Introverted Leadership Communication: Essential Responsibilities | #PeopleSkills
by Kate Nasser | 2 Comments »
Introverted leadership communication has some very special challenges and responsibilities. We know that all leaders must communicate well. Yet introverted leaders must remember to take the following steps every day.
Introverted Leadership Communication: Must Do’s!
For years people debated whether introverts can lead. Thankfully we have moved on from that. Of course introverts can lead. The issue is their introverted leadership communication style. In coaching sessions with introvert leaders, I have discovered the following essential steps for their success. These steps fall into two categories.
Communicating Knowledge & Information
Be keenly aware of deadlines. The people you lead need information you have. They need it long before the completion deadline. So give them a break. Show them you are open to questions along the way. Communicate far in advance of the deadline. They don’t want to fail.
Collaborate. Sometimes those you lead need to collaborate with you. They need you to communicate in a back and forth manner with them to solve problems. Too much silence in these moments falls short of what they need.
Initiate conversation. To lead different personality types, you must reach out to them. If you assume they need nothing unless they come to you, you will face sudden crises and wonder why.
If there is one word that summarizes introverted leadership communication responsibilities, that word is “sooner.”
Communicating to Lead & Sustain Morale
Recognize talents out loud. Leading and sustain morale requires your to applaud team members’ talents. It makes team members feel that they — as individuals — truly belong.
Communicate empathy. Don’t label people who need empathy as immature and needy. Everyone has needs. The bonds that you create through empathy remove obstacles and increases productivity. If you are silent when others are having trouble, it feels like abandonment. They think you just don’t care. Read more at When is silence golden and when is it not?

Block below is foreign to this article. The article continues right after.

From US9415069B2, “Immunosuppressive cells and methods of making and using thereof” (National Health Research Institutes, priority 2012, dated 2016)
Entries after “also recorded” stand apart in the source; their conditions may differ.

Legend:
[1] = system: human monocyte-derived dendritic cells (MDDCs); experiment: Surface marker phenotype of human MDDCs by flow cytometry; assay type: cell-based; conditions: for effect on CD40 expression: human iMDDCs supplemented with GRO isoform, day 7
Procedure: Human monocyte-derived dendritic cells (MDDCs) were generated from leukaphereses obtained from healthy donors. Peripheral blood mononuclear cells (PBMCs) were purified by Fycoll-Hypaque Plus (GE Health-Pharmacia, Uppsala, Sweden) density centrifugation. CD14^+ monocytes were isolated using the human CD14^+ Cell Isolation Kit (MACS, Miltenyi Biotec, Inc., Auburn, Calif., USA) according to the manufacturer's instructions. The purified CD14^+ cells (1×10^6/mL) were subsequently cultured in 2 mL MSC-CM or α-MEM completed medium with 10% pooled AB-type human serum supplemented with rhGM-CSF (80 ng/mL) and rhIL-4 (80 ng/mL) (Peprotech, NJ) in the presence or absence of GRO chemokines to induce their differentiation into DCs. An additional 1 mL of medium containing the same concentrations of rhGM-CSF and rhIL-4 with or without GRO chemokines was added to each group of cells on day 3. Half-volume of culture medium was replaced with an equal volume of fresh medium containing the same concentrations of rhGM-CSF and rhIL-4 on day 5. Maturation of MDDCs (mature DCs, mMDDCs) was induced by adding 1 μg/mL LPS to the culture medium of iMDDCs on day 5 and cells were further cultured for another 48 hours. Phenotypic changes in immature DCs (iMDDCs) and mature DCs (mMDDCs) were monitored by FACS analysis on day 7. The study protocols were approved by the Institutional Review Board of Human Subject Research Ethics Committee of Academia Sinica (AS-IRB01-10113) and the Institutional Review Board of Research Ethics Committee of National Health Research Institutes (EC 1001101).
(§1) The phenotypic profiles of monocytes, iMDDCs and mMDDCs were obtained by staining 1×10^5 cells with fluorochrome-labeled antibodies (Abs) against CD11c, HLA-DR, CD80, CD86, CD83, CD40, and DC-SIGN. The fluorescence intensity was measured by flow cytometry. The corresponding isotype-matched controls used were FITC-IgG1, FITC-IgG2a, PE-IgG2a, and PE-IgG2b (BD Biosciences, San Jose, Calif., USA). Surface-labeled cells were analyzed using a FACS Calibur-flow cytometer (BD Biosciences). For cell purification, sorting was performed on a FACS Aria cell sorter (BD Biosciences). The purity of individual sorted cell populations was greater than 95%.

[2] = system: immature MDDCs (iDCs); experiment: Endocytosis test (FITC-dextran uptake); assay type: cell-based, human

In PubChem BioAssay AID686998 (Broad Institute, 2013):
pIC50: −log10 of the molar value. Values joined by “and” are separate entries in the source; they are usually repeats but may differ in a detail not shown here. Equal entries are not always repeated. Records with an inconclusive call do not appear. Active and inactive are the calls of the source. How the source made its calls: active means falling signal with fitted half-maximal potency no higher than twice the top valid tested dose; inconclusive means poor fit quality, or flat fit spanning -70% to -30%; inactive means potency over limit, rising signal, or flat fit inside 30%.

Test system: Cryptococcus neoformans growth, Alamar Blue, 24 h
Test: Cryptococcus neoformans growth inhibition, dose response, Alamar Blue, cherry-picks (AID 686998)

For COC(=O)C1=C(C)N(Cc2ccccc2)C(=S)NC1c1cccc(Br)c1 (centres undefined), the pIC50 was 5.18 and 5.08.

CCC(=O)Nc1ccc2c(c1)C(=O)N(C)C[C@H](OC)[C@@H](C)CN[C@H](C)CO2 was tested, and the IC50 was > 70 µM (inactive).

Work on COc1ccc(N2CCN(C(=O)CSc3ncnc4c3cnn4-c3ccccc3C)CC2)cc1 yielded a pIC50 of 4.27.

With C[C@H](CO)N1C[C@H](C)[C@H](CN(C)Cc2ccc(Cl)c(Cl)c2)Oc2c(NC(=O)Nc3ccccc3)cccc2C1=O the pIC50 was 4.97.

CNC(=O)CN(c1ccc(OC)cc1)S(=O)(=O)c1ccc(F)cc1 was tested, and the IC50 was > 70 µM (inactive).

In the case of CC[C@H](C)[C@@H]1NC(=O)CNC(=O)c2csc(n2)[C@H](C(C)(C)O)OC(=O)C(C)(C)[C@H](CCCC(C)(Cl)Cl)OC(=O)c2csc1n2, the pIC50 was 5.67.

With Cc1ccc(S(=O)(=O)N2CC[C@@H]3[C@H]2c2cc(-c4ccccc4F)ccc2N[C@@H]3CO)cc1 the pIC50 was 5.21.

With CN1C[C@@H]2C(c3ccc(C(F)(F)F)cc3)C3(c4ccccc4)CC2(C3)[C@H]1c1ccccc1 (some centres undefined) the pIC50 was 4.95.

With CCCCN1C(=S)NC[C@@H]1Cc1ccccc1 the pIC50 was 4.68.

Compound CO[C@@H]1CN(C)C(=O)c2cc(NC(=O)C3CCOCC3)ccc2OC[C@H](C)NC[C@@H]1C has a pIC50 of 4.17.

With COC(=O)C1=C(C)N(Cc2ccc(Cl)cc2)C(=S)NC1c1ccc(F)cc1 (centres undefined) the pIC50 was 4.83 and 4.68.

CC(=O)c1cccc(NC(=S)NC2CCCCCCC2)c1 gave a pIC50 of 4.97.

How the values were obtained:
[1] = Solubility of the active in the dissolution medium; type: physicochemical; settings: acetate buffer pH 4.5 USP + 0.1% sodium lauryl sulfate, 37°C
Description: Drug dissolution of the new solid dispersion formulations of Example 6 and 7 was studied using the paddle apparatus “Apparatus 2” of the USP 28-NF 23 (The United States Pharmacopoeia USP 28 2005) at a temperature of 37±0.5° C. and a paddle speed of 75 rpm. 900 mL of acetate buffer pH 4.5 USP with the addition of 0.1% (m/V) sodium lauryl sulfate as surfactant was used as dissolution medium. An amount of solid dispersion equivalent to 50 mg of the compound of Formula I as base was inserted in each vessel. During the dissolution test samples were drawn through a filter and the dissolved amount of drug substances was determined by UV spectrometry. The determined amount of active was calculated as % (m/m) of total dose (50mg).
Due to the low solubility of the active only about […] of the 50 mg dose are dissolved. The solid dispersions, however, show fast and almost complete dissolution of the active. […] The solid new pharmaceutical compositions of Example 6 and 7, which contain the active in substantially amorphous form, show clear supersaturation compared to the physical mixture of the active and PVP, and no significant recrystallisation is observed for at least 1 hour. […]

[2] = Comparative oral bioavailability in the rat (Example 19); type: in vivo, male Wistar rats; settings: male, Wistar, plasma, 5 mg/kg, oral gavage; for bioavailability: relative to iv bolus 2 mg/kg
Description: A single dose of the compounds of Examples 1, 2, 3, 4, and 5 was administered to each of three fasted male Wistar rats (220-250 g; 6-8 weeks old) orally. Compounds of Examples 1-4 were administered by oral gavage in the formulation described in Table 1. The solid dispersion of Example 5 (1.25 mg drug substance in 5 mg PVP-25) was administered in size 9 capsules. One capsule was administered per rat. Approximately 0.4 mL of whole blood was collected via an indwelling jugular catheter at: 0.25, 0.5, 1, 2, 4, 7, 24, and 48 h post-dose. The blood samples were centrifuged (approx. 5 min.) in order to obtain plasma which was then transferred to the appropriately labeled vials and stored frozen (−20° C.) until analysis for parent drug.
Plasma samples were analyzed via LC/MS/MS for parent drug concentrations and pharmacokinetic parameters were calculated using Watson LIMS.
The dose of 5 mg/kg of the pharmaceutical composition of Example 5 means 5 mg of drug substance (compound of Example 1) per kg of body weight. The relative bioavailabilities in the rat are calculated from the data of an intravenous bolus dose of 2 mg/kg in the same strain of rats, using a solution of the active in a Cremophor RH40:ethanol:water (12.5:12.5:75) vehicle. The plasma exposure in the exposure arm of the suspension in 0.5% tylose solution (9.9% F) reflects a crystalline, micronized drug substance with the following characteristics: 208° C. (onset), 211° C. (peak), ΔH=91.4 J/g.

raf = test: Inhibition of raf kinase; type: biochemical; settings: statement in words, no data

Show frequent appreciation. Don’t wait for employee appreciation day. Show appreciation frequently to build and sustain morale. As much as you want more silence and private time, employees want and value your appreciation.
Leadership is all about influence and that depends on trust. One of the strongest ways to build that trust, is to step outside of your comfort zone and serve those you lead. As they see you taking this generous step, their trust and appreciation for you grows.
Your Thoughts About Introverted Leadership Communication?
From my professional experience to your success,
Kate Nasser, The People Skills Coach™
13 Most Absurd Debates Between Extroverts & Introverts
10 Things to Change Today to Lead Better Tomorrow
©2020-2022 Kate Nasser, CAS, Inc. Somerville, NJ. I appreciate your sharing the link to this post on your social streams. However, if you want to re-post or republish the content of this post, please email firstname.lastname@example.org for permission and guidelines. Thank you for respecting intellectual capital.
Kate Nasser, The People Skills Coach™, delivers coaching, consulting, training, and keynotes on leading change, employee engagement, teamwork, and delivering the ultimate customer service. She turns interaction obstacles into interpersonal success. See this site for workshop outlines, keynote footage, and customer results.
Get more inspiration and actionable tips for high engagement results!
Buy Kate Nasser’s new book Leading Morale (Amazon.com).
Thank you, Kate. for your article on introverted leadership communication. I like the empathy side of it. It has a subtle relationship with self-sacrifice. In my talks on leadership, I emphasize to leaders that leadership is all about self-sacrifice. It requires you to give the totality of your being to the team you lead. You do not give excuses to those you lead when they need you. Great post. I have been schooled on introverted leadership communication.
Servant leadership — giving of yourself to those you lead and facilitating their performance – that’s what it’s all about. Every leader who chooses this path will earn the respect and trust of those they lead. I love your “Don’t give excuses to those you lead when they need you” advice.
Thanks for contributing to this discussion.